At the same time I don’t like putting God and the judge in the same sentence. After all, the Bible is full of examples telling us God hears the cries of the poor, that God is eager to give good things to those who ask. So it’s hard to equate the insensitive judge with God. Besides, is the message that we have to badger God and wear God down to get what we’re praying for?
What if we look at this Gospel from a different perspective? What if we see the widow, not the judge, as the image of God? Once we reverse the characters, then a new perspective emerges. In other words, when the widow is seen as a God-like figure, the parable becomes clearer.
Anyone who determinedly resists injustice – faces it, names it, and denounces it until right is achieved – is acting as God acts, is God-like. Like the OT prophets, she is calling out injustice and wrong-doing, calling the judge to account, calling for truth and integrity, as the prophets called the people of Israel. Through her persistence the widow accomplishes victory for fairness. She becomes a role model for us all, a Gandhi or MLK figure. Against all odds she persists until justice is done, and God is present.
My colleague Kate Heichler says, “What if God, persistent as that widow, is asking us to bring justice into being? What if, rather than waiting for justice to come from ‘on high,’ we answer the call to be justice-makers, participating with God in restoring all things and all people to wholeness? We might feel helpless in the face of great injustices – but we aren’t called to work alone. Enough people working together can overcome any injustice.”
I can’t help but think of Rep. Elijah Cummings, a champion of justice for the little person, the marginalized, the unheard. Not just for the people of Baltimore, but for the country. Part preacher, part politician, Cummings who died this week stood for justice for all persons. In his own words, “Only God could create this path… where the son of two sharecroppers from Manning, South Carolina could rise to represent the people of the seventh Congressional district in the Congress of the United States of America… And so I must first thank God for this opportunity.
“I’ve often said… that our world would be a much better world and a much better place if we would only concentrate on things we have in common instead of concentrating on our differences. It’s easy to find differences. Very easy. We need to take more time to find common ground. And so my mission is one that comes out of a vision that was created long long ago. it is a mission and a vision to empower people. To make people realize that the power is within them.”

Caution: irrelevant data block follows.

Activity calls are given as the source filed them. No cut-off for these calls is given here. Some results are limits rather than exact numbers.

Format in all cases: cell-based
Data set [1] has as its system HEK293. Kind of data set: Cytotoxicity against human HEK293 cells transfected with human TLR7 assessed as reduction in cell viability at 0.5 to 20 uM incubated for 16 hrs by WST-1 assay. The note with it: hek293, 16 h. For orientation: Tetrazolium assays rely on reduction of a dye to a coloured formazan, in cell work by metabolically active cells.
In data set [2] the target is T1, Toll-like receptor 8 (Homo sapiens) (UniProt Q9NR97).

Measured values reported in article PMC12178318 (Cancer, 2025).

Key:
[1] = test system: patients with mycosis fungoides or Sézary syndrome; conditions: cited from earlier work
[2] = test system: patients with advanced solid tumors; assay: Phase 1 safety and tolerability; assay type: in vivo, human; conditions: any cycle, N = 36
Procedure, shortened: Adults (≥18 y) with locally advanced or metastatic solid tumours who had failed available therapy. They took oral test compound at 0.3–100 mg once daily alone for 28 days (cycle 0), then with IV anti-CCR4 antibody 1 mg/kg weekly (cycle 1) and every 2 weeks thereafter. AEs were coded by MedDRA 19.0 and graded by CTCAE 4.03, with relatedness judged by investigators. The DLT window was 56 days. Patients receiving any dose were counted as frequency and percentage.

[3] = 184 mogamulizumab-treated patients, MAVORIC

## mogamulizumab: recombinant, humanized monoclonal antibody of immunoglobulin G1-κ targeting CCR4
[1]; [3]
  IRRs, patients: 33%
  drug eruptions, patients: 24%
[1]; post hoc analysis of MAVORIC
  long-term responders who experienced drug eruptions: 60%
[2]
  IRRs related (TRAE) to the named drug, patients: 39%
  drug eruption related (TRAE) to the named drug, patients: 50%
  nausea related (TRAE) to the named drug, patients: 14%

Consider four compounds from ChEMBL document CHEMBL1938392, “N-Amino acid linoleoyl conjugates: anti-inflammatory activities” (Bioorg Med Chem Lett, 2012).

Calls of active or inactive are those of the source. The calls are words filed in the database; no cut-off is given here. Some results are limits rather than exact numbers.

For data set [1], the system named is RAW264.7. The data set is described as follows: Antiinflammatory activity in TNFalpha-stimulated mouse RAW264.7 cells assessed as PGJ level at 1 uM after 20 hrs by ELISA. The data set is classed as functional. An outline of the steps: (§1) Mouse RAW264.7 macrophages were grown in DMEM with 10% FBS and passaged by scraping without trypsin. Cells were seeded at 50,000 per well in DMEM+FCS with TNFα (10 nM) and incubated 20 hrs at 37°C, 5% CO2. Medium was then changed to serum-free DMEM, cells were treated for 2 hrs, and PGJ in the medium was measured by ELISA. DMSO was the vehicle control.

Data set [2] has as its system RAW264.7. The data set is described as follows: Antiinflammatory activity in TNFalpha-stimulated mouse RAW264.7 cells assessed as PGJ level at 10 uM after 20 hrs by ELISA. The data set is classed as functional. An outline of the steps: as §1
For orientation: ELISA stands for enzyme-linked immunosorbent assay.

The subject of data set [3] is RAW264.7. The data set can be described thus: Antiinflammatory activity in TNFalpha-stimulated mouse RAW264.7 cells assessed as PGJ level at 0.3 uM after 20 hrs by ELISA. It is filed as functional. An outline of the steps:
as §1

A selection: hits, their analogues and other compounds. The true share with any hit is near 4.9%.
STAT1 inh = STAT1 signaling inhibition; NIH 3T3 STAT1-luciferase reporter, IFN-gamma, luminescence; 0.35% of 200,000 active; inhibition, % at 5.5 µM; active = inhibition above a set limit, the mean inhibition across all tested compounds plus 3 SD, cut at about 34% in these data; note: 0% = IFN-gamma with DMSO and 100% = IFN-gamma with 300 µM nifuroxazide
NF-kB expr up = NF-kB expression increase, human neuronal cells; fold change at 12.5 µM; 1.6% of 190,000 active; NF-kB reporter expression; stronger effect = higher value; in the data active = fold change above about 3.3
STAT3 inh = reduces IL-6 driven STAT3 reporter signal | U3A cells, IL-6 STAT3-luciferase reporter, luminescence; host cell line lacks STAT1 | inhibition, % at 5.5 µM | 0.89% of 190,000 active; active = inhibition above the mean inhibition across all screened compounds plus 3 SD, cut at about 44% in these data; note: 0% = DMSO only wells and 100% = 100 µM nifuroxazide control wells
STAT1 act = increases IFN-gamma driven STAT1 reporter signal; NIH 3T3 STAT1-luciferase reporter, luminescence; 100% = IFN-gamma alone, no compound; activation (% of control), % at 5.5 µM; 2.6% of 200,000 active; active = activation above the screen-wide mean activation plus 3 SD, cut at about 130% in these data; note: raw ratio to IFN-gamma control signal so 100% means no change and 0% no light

Today’s parable is not about strategies to wear down a reluctant God with non-stop prayer. It is about us little people who act like God whenever we persistently seek to have justice done, often against incredible odds. Whenever we hold self-serving politicians’ feet to the fire, when we work to have children reunited with their parents, when we advocate to ensure all persons have healthcare, when we challenge the voices that deny climate change, when we work to improve education for all and break down the barriers that separate people, this is when we are acting like God, and like the widow.
Jesus, in this parable, invites us to imagine two things. First, that even someone like this widow – one of the most vulnerable persons in the biblical world – can make a difference by petitioning for just behavior. And second, that when we do so God is listening and, indeed, will answer our persistent cries quickly. All of which comes as a helpful reminder, an important word of instruction, and a deeply important promise about the character of the God we know in Jesus. The God who loves us beyond our wildest imaginations, loves us with a love so inclusive that both unethical judges and needy widows have a place in it. And God will never let us go.
 Kate Heichler, Water Daily, October 16, 2019
 Mediaite, October 19, 2019.
 David Lose, …in the Meantime, October 13, 2016